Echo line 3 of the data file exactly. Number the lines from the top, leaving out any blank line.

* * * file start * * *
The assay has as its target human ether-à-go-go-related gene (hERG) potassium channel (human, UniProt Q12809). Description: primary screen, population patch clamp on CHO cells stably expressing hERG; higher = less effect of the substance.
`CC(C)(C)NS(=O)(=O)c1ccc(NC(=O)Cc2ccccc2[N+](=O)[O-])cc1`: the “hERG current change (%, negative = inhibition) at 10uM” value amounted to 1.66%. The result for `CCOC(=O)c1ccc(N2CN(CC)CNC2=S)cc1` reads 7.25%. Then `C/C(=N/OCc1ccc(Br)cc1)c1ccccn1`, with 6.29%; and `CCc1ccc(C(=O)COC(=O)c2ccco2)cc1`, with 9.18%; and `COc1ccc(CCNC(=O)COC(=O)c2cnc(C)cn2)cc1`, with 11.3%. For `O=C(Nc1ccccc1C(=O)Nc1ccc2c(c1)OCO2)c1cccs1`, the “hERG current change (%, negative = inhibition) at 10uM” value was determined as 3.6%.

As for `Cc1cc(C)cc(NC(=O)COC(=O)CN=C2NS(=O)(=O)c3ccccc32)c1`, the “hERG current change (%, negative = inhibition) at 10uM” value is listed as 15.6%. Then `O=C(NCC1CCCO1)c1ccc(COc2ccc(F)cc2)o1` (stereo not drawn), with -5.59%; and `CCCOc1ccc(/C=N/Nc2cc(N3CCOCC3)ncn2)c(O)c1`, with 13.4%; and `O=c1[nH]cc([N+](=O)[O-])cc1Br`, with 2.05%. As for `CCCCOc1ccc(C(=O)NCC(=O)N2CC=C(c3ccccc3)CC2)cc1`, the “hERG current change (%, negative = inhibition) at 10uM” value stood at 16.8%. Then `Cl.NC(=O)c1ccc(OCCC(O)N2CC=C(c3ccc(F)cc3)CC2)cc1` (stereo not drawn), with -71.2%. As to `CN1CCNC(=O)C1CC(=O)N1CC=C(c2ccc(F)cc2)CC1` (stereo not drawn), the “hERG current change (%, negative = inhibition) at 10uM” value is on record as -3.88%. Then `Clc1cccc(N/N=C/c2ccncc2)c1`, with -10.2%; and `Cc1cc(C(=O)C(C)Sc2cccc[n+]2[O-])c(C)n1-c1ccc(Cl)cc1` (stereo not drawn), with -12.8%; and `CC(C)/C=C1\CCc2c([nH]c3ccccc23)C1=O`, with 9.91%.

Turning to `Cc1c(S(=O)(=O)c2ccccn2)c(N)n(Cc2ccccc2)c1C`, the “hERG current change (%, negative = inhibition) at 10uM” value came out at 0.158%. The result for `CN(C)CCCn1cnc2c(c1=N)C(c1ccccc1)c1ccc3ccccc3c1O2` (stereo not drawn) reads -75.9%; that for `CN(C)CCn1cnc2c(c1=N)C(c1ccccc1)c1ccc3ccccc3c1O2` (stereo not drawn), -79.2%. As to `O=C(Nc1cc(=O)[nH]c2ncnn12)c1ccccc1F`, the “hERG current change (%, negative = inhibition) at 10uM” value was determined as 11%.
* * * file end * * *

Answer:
As for `Cc1cc(C)cc(NC(=O)COC(=O)CN=C2NS(=O)(=O)c3ccccc32)c1`, the “hERG current change (%, negative = inhibition) at 10uM” value is listed as 15.6%. Then `O=C(NCC1CCCO1)c1ccc(COc2ccc(F)cc2)o1` (stereo not drawn), with -5.59%; and `CCCOc1ccc(/C=N/Nc2cc(N3CCOCC3)ncn2)c(O)c1`, with 13.4%; and `O=c1[nH]cc([N+](=O)[O-])cc1Br`, with 2.05%. As for `CCCCOc1ccc(C(=O)NCC(=O)N2CC=C(c3ccccc3)CC2)cc1`, the “hERG current change (%, negative = inhibition) at 10uM” value stood at 16.8%. Then `Cl.NC(=O)c1ccc(OCCC(O)N2CC=C(c3ccc(F)cc3)CC2)cc1` (stereo not drawn), with -71.2%. As to `CN1CCNC(=O)C1CC(=O)N1CC=C(c2ccc(F)cc2)CC1` (stereo not drawn), the “hERG current change (%, negative = inhibition) at 10uM” value is on record as -3.88%. Then `Clc1cccc(N/N=C/c2ccncc2)c1`, with -10.2%; and `Cc1cc(C(=O)C(C)Sc2cccc[n+]2[O-])c(C)n1-c1ccc(Cl)cc1` (stereo not drawn), with -12.8%; and `CC(C)/C=C1\CCc2c([nH]c3ccccc23)C1=O`, with 9.91%.